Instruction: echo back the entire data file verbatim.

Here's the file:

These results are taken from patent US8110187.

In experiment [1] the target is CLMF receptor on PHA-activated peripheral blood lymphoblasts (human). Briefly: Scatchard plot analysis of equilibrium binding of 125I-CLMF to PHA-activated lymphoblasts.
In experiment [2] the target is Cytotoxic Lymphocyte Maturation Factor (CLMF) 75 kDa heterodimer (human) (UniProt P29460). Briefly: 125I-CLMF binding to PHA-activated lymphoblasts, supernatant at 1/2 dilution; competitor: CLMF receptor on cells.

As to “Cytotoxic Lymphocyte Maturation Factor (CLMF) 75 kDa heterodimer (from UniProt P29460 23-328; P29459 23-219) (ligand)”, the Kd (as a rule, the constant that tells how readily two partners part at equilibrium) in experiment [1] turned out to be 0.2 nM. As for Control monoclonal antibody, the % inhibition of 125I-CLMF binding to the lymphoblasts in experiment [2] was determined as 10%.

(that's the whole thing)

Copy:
These results are taken from patent US8110187.

In experiment [1] the target is CLMF receptor on PHA-activated peripheral blood lymphoblasts (human). Briefly: Scatchard plot analysis of equilibrium binding of 125I-CLMF to PHA-activated lymphoblasts.
In experiment [2] the target is Cytotoxic Lymphocyte Maturation Factor (CLMF) 75 kDa heterodimer (human) (UniProt P29460). Briefly: 125I-CLMF binding to PHA-activated lymphoblasts, supernatant at 1/2 dilution; competitor: CLMF receptor on cells.

As to “Cytotoxic Lymphocyte Maturation Factor (CLMF) 75 kDa heterodimer (from UniProt P29460 23-328; P29459 23-219) (ligand)”, the Kd (as a rule, the constant that tells how readily two partners part at equilibrium) in experiment [1] turned out to be 0.2 nM. As for Control monoclonal antibody, the % inhibition of 125I-CLMF binding to the lymphoblasts in experiment [2] was determined as 10%.